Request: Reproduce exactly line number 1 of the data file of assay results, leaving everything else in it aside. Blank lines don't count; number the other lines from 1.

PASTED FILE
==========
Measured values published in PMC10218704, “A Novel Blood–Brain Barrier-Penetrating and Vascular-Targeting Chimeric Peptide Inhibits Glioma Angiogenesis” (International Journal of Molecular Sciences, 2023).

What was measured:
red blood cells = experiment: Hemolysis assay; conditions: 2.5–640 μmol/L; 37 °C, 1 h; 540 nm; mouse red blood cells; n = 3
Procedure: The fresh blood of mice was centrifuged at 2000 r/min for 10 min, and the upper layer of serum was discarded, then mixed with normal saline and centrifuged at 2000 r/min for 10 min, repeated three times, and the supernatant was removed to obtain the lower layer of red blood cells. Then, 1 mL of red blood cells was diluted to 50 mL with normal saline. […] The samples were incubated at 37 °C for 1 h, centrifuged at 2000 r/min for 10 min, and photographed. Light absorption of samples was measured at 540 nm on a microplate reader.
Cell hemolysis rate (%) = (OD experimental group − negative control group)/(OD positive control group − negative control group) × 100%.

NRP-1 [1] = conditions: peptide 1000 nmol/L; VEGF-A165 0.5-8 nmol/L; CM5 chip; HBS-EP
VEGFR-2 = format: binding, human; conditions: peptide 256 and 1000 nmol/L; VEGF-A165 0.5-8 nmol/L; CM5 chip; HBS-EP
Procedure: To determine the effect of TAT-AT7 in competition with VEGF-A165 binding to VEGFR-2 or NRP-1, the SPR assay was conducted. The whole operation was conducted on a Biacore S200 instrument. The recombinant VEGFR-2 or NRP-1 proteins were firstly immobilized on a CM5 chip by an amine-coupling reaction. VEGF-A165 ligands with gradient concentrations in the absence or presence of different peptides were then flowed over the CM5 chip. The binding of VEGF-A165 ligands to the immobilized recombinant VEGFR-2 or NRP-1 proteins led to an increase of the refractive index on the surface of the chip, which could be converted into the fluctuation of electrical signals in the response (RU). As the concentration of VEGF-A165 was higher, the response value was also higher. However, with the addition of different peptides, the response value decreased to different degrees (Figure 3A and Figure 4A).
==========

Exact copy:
Measured values published in PMC10218704, “A Novel Blood–Brain Barrier-Penetrating and Vascular-Targeting Chimeric Peptide Inhibits Glioma Angiogenesis” (International Journal of Molecular Sciences, 2023).